Recorded in late 1953/early 1954, the trumpeter was relatively young at just 24, but there is an air of quiet confidence in his playing that is most endearing.
He brings the little attitude on ‘I’m Thru With Love’ and his partnership with saxophonist Zoot Sims on ‘A Little Duet With Zoot and Chet’ showcases two assertive solos on the jaunty theme, albeit without the strings.
Paul Desmond – Desmond Blue (RCA Victor)
A name familiar with most as part of pianist Dave Brubeck’s quartet, alto saxophone player Paul Desmond also had a successful recording career under his own name.
Although under contract to work with Brubeck (who had inserted a clause that the saxophonist should not record with any other pianists), this didn’t stop the Desmond making some fine albums using the guitar as the chordal instrument.
As well as featuring his regular guitarist Jim Hall, ‘Desmond Blue’ finds the altoist in the company of a full string section and additional woodwinds. His light and airy sound is well suited, yet his probing and insightful solos prevent the music from settling into an easy-listening album.
His version of ‘I’ve Got You Under my Skin’ is pure lyricism, and his tone and delivery on ‘My Funny Valentine’ is masterful.
Wes Montgomery – Fusion! (Riverside/OJC)
Whilst rather strange title for an album that does not look to fuse jazz and rock as the name implies, Fusion! is a great chance to hear guitarist Wes Montgomery with strings.
Perhaps more laid back than any of the albums mentioned above, there is a satisfaction is hearing a master at work.
No pyrotechnics on this mainly-ballad outing, but Montgomery’s reading of ‘God Bless The Child’ is superb and should not be missed.
The (slightly more) up-tempo version of ‘Tune Up’ is also a hard-swinging highlight, with no fewer than 5 ‘takes’ available to listen to today.
Bill Evans Trio With Symphony Orchestra (Verve)
Recorded in October and December 1965, this is an album that Bill Evans was reportedly rather proud of.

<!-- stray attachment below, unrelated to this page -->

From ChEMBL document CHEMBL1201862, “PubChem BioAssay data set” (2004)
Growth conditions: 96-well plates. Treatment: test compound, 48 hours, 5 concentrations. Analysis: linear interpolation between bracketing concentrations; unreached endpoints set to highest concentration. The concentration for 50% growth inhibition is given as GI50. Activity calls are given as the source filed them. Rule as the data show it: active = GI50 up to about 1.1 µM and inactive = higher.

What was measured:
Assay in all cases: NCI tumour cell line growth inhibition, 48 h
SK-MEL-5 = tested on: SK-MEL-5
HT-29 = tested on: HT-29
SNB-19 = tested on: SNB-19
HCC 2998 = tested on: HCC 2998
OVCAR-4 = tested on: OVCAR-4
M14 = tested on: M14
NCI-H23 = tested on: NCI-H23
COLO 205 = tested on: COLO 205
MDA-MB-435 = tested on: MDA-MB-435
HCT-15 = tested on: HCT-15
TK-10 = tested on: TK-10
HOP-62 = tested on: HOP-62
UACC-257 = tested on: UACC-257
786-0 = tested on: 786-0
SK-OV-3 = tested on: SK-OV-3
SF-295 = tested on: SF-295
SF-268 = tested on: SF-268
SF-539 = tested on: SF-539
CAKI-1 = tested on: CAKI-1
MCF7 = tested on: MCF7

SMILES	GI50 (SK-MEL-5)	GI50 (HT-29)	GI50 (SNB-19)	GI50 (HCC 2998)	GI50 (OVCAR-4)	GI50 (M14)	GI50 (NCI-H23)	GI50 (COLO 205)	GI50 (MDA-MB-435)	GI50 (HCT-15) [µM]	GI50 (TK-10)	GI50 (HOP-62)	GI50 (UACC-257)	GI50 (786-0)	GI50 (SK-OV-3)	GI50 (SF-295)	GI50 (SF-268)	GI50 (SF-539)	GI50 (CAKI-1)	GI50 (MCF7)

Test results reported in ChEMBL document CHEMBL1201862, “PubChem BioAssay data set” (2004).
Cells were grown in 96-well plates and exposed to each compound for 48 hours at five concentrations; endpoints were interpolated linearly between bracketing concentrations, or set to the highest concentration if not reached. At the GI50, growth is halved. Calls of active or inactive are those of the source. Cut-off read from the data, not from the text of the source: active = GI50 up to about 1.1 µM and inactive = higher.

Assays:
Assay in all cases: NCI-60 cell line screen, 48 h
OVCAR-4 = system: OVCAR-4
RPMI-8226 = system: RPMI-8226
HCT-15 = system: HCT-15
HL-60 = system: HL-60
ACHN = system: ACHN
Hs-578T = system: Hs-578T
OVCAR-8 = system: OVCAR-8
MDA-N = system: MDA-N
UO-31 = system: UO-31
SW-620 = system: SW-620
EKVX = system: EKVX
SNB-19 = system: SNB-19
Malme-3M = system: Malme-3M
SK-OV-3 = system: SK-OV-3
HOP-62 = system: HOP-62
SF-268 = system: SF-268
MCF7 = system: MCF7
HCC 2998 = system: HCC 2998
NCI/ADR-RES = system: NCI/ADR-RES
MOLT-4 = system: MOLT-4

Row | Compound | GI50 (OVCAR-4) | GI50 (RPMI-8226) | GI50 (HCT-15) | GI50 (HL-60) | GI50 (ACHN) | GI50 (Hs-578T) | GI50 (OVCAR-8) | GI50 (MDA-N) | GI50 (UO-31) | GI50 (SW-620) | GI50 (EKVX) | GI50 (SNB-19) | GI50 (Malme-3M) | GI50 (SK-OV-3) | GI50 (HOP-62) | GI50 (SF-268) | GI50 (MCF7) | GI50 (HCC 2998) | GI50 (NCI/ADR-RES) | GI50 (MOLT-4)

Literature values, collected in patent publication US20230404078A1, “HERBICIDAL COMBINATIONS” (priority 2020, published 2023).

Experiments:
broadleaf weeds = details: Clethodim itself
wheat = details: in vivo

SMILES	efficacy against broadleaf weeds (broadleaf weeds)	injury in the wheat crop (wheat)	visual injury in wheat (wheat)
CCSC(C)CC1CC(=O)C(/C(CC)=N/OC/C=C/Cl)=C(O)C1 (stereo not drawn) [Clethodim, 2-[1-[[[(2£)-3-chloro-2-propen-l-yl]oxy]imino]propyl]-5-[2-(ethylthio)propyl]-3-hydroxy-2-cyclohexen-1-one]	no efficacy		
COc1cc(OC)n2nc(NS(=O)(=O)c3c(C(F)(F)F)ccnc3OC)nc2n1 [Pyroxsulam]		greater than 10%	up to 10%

The arrangements by Claus Ogerman at times seem rather lightweight, but they leave plenty of room for the pianist and his trio which features bassist Chuck Israels and drummers Larry Bunker or Grady Tate (there remains some confusion over who played drums on which dates).
If the arrangements are over-sweetened for some selections, then ‘Elegia’ by Ogerman makes amends, also featuring some lovely piano from Bill Evans. Ironically, the other particularly strong compositions are both by the pianist in ‘Time Remembered’ and a swinging ‘My Bells’.
Art Pepper – Winter Moon (OJC/Galaxy)
A late entry for Art Pepper, this album with strings was recorded in early September 1980 and released the following year, shortly before the saxophonist passed away on June 15, 1982.
As if aware of the limited time available to him, Pepper recorded prolifically in the last five years of his life, and this beautiful recording is one of his very best.
Arrangers Bill Holman and Jimmy Bond write sympathetically for Pepper who was not in the best of health.
Despite this, he plays wonderfully on a delightful ‘Prisoner’ and the title track written by Hoagy Carmichael. Nothing, however, quite prepares you for the beauty and fragility of Pepper’s alto sound on ‘Our Song’ and Holman’s exquisite arrangement. Gritty and moving by turns.
Phineas Newborn, Jr. – While My Lady Sleeps (Bluebird/RCA)
A musician whose name does not crop up as often as it should, pianist Phineas Newborn was an excellent accompanist and fine trio player.
Whilst the arrangements by Robert Farnon are pleasant, the interest is injected by Newborn himself, with the assistance of bassist George Joyner and Alvin Stoller at the drums.
Where you get your kicks on this recording from 1957 depends on which tunes interest you most out of the standards featured. There is enough of Phineas’s originality on show here to make the album a worthwhile listen, and then steer you on to check out some of his fine yet neglected trio recordings.
There you have it; 10 jazz-meets-strings albums for a whole range of tastes. If you’re looking for more large-ensemble outings, you’ll find a handful of key releases on our round up of the 50 best jazz albums ever.
You can also dive deeper into the topic of string instruments in jazz with our round up of some of the best jazz violin players out there.
Did we miss your favourite? Let us know in the comments section.